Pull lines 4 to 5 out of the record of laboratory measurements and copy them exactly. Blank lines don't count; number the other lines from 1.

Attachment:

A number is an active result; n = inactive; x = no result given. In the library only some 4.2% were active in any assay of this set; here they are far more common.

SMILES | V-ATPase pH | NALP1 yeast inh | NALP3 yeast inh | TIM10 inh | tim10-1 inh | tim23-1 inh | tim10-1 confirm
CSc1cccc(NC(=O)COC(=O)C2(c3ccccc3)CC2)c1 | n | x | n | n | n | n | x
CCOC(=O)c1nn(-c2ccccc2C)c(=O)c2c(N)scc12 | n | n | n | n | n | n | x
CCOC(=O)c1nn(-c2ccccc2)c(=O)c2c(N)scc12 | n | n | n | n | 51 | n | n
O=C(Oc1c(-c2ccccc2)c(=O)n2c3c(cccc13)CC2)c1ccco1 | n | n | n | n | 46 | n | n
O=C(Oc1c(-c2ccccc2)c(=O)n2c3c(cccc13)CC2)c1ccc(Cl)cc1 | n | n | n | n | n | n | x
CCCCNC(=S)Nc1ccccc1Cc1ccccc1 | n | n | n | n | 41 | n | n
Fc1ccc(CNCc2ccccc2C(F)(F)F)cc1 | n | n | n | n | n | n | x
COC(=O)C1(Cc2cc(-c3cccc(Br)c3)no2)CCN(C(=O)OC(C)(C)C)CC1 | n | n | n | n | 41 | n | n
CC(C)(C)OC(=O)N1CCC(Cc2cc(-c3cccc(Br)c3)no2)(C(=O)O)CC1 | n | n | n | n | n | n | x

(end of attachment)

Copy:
CCOC(=O)c1nn(-c2ccccc2C)c(=O)c2c(N)scc12 | n | n | n | n | n | n | x
CCOC(=O)c1nn(-c2ccccc2)c(=O)c2c(N)scc12 | n | n | n | n | 51 | n | n